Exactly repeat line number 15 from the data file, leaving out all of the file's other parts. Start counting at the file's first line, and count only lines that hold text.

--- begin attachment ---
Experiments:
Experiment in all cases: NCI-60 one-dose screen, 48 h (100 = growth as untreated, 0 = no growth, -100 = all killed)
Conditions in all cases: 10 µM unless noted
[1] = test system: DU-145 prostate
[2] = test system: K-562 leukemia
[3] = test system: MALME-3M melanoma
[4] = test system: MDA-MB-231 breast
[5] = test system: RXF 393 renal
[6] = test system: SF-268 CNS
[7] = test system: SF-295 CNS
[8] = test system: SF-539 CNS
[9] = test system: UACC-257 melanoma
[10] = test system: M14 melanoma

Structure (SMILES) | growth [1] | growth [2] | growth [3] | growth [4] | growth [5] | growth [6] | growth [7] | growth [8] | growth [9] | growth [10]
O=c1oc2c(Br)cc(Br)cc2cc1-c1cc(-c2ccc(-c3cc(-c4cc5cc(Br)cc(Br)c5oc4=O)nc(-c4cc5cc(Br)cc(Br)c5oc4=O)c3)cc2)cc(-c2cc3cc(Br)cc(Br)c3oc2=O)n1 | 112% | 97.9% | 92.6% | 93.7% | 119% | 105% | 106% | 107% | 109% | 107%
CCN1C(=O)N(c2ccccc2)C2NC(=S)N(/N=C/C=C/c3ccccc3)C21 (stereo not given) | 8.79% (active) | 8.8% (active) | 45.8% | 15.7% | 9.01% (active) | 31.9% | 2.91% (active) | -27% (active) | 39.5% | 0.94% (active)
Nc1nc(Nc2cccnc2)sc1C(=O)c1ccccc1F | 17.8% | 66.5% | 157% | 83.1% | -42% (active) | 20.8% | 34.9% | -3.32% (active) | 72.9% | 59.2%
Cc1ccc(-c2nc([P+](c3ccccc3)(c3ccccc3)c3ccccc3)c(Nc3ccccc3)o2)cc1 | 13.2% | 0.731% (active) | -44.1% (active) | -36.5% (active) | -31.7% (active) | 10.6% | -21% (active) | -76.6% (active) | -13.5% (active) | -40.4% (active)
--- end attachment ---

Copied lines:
O=c1oc2c(Br)cc(Br)cc2cc1-c1cc(-c2ccc(-c3cc(-c4cc5cc(Br)cc(Br)c5oc4=O)nc(-c4cc5cc(Br)cc(Br)c5oc4=O)c3)cc2)cc(-c2cc3cc(Br)cc(Br)c3oc2=O)n1 | 112% | 97.9% | 92.6% | 93.7% | 119% | 105% | 106% | 107% | 109% | 107%